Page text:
- Empty folders. The organizers among us create containers for documents based on our ideas of the ideal taxonomy. There the folders sit, for the entire project, completely empty. It becomes a ‘shell game’ for people looking for documents.
- Nobody is in charge of cleanup, so out-of-date documents, WIP, and documents no longer needed stack up like old shirts in the back of our closets. With nobody in charge of cleanup, things pile up until the really important material is lost like the proverbial needle in a haystack.
The good news is that, with a few simple rules and a bit of discipline, you can fix this problem. Here is what I’ve found that works well:
- Assign a librarian. They don’t have to be the only who has write access to the share, but they should be the only one to create new folders. Choose someone with decent organizational skills. You will know them by how clean they keep their desktops (both physical and computer).
- Try for no more than 8-10 folders at any level. In the above example, there are five folders at the highest level. When the number of folders gets too high, create another level of folders and group similar documents in those.
- Archive prior versions into a folder called “archives”. This is the garbage can that gets deleted at the end of the project. Nothing is lost, but the primary sharing areas are kept much cleaner.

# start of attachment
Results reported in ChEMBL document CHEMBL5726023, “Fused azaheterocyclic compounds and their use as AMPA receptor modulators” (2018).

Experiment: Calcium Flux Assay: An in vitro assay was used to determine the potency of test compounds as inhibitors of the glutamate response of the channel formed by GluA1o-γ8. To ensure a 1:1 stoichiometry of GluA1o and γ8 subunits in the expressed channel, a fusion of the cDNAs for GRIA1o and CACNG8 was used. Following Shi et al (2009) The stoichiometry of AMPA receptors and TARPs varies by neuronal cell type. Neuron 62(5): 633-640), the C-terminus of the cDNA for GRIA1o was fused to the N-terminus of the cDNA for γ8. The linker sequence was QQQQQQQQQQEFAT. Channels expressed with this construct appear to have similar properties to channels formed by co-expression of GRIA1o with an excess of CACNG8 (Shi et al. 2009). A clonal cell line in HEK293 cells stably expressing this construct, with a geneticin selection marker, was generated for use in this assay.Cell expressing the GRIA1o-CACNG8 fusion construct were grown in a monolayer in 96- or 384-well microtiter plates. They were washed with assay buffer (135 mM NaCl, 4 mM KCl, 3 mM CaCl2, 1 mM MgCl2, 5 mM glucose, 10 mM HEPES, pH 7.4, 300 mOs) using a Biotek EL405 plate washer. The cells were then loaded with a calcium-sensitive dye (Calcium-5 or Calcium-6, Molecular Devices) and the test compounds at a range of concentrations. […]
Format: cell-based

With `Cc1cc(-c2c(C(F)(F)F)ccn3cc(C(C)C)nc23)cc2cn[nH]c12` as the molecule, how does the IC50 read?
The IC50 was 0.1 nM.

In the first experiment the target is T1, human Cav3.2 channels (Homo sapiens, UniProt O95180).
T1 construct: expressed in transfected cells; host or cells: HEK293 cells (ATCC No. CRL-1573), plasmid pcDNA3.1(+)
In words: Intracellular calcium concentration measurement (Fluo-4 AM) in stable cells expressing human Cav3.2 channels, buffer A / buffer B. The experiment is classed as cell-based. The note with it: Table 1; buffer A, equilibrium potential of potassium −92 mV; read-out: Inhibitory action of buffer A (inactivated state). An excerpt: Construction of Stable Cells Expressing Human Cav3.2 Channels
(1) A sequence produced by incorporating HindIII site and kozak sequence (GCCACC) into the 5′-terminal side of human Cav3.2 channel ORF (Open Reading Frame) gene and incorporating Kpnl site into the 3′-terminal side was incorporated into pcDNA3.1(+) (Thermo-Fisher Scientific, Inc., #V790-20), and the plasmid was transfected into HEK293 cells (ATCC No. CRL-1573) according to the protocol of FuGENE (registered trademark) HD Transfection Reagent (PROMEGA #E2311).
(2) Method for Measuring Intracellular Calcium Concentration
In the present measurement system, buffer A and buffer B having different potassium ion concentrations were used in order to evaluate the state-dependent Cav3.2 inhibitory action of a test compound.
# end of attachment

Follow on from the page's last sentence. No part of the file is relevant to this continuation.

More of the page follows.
- Version your documents. Maintain a standard naming convention for versions. If you have a document repository that takes care of versioning, use it. If not, tack on something like “-v1.01” to the end of the file name, ahead of the file extension (i.e., filename-v1.01.doc).
- Notify people of changes. Each person uploading a new version of a document should notify all pertinent parties (per the RACI chart). Some document repository tools can do this for you.
- Keep the folder structure simple and standard for all projects across the department. Obviously, a standard structure makes it easier for people working in multiple projects, as well as department management, to locate documents. Here is an example of a structure for a typical project:
- Project Data Sheet (PDS)
- High-level milestones
- Detailed project description
- Detailed product specifications
- Target customer(s) details
Detailed Schedule and Tasks
- Work Breakdown Schedule (WBS)
- Task assignments by team member
- Roles and Responsibilities chart (something like a RACI table works well)
- Project team bios
- Contact info
- Org charts (if needed)
- Budgets, cost tracking, etc.
- Folders for deliverables as required
If you follow these simple rules, your project documentation will be easy for people to find, so everyone will be more inclined to go there when they need the latest versions. This means communications and document management are improved, which is all we need from a file share space anyhow.
Loyal is an expert in the use of collaborative technologies for virtual teams and has led advanced technology research teams chartered with improving the effectiveness of virtual workers. He and his team of experts are currently building a support site for virtual work at http://commutezero.com/. Feel free to visit and contribute to the effort.